Created by on Feb 15, 2022

Work is poised to begin to restore a Historic Kenwood home designed by famed Chicago architect, Howard Doren van Shaw. BBA Architects, in collaboration with Culliton Quinn Landscape Architecture, Goldberg General Contracting, and Allison Henry Interiors, will embark on an exterior restoration, interior renovation, and rear addition project. The home has a great deal of original work intact, but most surfaces are in need of repair or full replacement after 110 years of use. The formal areas of the home will be restored to the original beauty, while the balance of the home will be fully renovated in the spirit of the original. The updated plan will feature all modern amenities and complete replacement of services. As exterior work begins, BBA is working through the final interior architectural elements.

The process of re-imagining a historic property like this has a long ramp-up period in the design phase, as BBA collaborates with various consultants, and navigates a multi-faceted approval, scope, and budgeting process.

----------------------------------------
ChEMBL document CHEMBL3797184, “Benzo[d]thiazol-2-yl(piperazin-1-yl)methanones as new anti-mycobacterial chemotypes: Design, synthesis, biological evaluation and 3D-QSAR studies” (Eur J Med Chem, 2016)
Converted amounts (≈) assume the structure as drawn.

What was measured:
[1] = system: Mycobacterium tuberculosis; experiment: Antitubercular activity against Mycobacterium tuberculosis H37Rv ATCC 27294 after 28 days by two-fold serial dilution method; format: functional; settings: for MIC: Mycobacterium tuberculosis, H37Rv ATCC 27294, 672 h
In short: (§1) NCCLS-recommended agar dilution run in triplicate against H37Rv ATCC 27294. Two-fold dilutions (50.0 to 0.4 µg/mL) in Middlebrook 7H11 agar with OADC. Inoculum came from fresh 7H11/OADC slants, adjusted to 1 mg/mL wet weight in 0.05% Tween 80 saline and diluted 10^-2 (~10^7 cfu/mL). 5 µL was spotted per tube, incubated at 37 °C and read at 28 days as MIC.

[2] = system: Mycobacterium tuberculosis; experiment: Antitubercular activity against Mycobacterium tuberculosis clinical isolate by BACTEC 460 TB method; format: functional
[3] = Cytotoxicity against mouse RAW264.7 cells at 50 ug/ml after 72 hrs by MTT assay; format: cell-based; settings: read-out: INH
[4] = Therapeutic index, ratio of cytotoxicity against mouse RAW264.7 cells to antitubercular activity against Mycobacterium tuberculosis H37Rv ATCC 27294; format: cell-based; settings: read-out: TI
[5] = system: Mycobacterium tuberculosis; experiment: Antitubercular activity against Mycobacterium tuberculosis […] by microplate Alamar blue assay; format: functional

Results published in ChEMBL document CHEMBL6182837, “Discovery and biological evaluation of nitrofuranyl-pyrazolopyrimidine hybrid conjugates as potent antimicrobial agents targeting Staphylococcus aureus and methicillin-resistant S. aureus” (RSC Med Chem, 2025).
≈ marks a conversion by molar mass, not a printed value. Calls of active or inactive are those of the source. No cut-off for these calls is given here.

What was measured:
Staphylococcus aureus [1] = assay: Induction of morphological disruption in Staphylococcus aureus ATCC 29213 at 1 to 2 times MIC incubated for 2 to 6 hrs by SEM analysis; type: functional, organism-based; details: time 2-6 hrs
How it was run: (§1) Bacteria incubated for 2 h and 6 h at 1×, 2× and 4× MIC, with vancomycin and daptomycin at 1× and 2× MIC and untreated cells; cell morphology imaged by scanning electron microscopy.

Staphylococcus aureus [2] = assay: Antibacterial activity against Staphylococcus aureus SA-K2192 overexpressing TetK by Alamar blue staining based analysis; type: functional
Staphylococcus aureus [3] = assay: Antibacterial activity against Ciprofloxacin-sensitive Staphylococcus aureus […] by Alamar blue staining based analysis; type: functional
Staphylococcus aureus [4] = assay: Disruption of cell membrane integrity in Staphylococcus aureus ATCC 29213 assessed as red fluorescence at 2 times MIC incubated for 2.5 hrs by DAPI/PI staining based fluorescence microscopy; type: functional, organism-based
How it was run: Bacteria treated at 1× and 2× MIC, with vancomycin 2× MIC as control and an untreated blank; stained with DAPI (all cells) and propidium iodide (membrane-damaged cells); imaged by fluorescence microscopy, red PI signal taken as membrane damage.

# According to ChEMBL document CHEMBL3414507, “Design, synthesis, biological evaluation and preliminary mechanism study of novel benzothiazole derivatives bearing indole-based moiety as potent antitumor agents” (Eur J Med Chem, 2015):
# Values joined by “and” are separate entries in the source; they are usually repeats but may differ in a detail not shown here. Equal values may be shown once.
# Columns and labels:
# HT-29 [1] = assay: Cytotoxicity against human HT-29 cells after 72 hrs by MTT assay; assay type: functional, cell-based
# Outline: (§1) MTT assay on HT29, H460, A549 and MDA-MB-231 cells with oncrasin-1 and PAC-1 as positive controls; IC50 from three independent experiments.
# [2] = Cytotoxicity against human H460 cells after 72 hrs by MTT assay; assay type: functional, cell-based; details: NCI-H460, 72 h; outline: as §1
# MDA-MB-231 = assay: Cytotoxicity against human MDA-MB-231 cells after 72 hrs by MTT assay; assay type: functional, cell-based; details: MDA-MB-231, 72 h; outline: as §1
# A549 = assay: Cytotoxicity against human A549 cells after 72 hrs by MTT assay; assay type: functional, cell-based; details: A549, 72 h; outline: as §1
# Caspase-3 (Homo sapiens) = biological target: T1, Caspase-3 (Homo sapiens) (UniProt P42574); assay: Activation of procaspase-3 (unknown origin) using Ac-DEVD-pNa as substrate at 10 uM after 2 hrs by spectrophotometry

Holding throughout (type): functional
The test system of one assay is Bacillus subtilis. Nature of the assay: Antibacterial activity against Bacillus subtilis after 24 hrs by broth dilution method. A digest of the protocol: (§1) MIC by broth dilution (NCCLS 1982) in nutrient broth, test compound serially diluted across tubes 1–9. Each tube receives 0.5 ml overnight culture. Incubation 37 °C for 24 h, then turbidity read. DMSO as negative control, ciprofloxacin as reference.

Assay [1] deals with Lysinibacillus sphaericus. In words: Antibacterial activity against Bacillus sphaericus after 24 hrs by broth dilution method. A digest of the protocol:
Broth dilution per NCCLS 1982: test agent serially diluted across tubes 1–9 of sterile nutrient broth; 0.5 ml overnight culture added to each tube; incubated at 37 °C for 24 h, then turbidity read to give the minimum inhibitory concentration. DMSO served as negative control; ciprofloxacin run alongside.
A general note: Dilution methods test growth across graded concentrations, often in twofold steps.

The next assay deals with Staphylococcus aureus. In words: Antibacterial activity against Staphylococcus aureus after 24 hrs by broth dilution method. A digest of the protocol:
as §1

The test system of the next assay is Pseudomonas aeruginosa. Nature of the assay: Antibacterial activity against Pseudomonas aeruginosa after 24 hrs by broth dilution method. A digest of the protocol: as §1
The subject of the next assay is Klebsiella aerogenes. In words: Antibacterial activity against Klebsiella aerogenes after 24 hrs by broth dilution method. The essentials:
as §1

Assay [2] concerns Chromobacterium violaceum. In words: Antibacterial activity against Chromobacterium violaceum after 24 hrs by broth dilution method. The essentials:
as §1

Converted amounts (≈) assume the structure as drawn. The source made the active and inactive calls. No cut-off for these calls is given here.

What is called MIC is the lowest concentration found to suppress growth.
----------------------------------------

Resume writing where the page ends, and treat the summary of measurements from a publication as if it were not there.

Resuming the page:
From a technical standpoint, the original home was exceptionally innovative for its time. The floors are constructed of site-cast concrete, and the walls all made of structural clay tile masonry. This largely fireproof structure utilized the best practices for its time which creates both advantages and unique challenges for remodeling. The process of working through these solutions, however, is very satisfying.

Of particular note is the proposed re-creation of the long missing, original glass and iron entry canopy. BBA will detail this from the original design, as well as mimic a surviving example of an exceptionally similar design from a Shaw home located in Glencoe. 

The original landscape design was produced by world renowned landscape architect Jens Jensen. The plan was dense with notations of Elm trees, Forsythias, as Persian Lilacs.  Almost nothing remains of his original vision. Some of the original choices however, will guide the future, including the restoration of the front court, fountain, and tulip garden. The new landscape will have a formalized front yard, but contain more interactive outdoor spaces than an early 20th century home would have had.